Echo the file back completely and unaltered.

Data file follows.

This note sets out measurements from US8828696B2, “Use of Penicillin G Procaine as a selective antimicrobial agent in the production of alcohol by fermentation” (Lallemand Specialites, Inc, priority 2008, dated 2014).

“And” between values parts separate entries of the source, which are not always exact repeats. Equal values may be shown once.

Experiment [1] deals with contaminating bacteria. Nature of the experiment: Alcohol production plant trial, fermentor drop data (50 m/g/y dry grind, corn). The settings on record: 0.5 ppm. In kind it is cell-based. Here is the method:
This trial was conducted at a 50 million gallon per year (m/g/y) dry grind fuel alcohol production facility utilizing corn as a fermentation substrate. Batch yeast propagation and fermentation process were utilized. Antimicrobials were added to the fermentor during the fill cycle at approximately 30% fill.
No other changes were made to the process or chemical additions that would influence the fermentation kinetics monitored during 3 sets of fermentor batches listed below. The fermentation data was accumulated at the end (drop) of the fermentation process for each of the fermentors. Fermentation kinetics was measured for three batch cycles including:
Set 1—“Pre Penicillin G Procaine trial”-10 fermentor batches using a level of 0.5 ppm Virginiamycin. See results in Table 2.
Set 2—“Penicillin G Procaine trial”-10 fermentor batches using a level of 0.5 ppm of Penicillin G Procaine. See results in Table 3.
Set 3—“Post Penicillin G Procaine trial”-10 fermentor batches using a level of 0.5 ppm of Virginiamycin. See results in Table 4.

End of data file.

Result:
This note sets out measurements from US8828696B2, “Use of Penicillin G Procaine as a selective antimicrobial agent in the production of alcohol by fermentation” (Lallemand Specialites, Inc, priority 2008, dated 2014).

“And” between values parts separate entries of the source, which are not always exact repeats. Equal values may be shown once.

Experiment [1] deals with contaminating bacteria. Nature of the experiment: Alcohol production plant trial, fermentor drop data (50 m/g/y dry grind, corn). The settings on record: 0.5 ppm. In kind it is cell-based. Here is the method:
This trial was conducted at a 50 million gallon per year (m/g/y) dry grind fuel alcohol production facility utilizing corn as a fermentation substrate. Batch yeast propagation and fermentation process were utilized. Antimicrobials were added to the fermentor during the fill cycle at approximately 30% fill.
No other changes were made to the process or chemical additions that would influence the fermentation kinetics monitored during 3 sets of fermentor batches listed below. The fermentation data was accumulated at the end (drop) of the fermentation process for each of the fermentors. Fermentation kinetics was measured for three batch cycles including:
Set 1—“Pre Penicillin G Procaine trial”-10 fermentor batches using a level of 0.5 ppm Virginiamycin. See results in Table 2.
Set 2—“Penicillin G Procaine trial”-10 fermentor batches using a level of 0.5 ppm of Penicillin G Procaine. See results in Table 3.
Set 3—“Post Penicillin G Procaine trial”-10 fermentor batches using a level of 0.5 ppm of Virginiamycin. See results in Table 4.